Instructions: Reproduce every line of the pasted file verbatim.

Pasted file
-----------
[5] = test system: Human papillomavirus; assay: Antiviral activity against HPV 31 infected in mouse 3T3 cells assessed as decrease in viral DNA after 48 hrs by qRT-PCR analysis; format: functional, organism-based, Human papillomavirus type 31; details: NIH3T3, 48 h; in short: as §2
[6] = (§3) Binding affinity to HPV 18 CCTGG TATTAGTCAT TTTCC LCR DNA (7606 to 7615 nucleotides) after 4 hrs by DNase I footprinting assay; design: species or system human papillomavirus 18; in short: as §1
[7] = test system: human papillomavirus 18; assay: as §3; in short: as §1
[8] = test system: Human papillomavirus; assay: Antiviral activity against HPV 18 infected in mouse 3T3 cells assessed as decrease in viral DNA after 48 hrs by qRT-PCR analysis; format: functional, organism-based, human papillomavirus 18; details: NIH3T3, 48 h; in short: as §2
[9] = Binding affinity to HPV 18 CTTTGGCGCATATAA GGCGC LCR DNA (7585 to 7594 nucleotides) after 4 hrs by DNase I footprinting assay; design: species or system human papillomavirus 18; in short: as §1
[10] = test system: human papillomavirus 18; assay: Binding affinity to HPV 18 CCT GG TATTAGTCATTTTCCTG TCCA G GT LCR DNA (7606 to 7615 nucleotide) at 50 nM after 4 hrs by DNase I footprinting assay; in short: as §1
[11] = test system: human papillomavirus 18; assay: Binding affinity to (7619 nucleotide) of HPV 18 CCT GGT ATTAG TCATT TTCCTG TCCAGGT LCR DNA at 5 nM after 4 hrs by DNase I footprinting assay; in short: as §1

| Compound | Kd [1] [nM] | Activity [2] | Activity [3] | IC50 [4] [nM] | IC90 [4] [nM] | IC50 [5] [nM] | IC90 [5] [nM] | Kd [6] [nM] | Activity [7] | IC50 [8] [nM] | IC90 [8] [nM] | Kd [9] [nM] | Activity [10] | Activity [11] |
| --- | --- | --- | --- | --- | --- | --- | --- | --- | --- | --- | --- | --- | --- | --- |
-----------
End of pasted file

[5] = test system: Human papillomavirus; assay: Antiviral activity against HPV 31 infected in mouse 3T3 cells assessed as decrease in viral DNA after 48 hrs by qRT-PCR analysis; format: functional, organism-based, Human papillomavirus type 31; details: NIH3T3, 48 h; in short: as §2
[6] = (§3) Binding affinity to HPV 18 CCTGG TATTAGTCAT TTTCC LCR DNA (7606 to 7615 nucleotides) after 4 hrs by DNase I footprinting assay; design: species or system human papillomavirus 18; in short: as §1
[7] = test system: human papillomavirus 18; assay: as §3; in short: as §1
[8] = test system: Human papillomavirus; assay: Antiviral activity against HPV 18 infected in mouse 3T3 cells assessed as decrease in viral DNA after 48 hrs by qRT-PCR analysis; format: functional, organism-based, human papillomavirus 18; details: NIH3T3, 48 h; in short: as §2
[9] = Binding affinity to HPV 18 CTTTGGCGCATATAA GGCGC LCR DNA (7585 to 7594 nucleotides) after 4 hrs by DNase I footprinting assay; design: species or system human papillomavirus 18; in short: as §1
[10] = test system: human papillomavirus 18; assay: Binding affinity to HPV 18 CCT GG TATTAGTCATTTTCCTG TCCA G GT LCR DNA (7606 to 7615 nucleotide) at 50 nM after 4 hrs by DNase I footprinting assay; in short: as §1
[11] = test system: human papillomavirus 18; assay: Binding affinity to (7619 nucleotide) of HPV 18 CCT GGT ATTAG TCATT TTCCTG TCCAGGT LCR DNA at 5 nM after 4 hrs by DNase I footprinting assay; in short: as §1

| Compound | Kd [1] [nM] | Activity [2] | Activity [3] | IC50 [4] [nM] | IC90 [4] [nM] | IC50 [5] [nM] | IC90 [5] [nM] | Kd [6] [nM] | Activity [7] | IC50 [8] [nM] | IC90 [8] [nM] | Kd [9] [nM] | Activity [10] | Activity [11] |
| --- | --- | --- | --- | --- | --- | --- | --- | --- | --- | --- | --- | --- | --- | --- |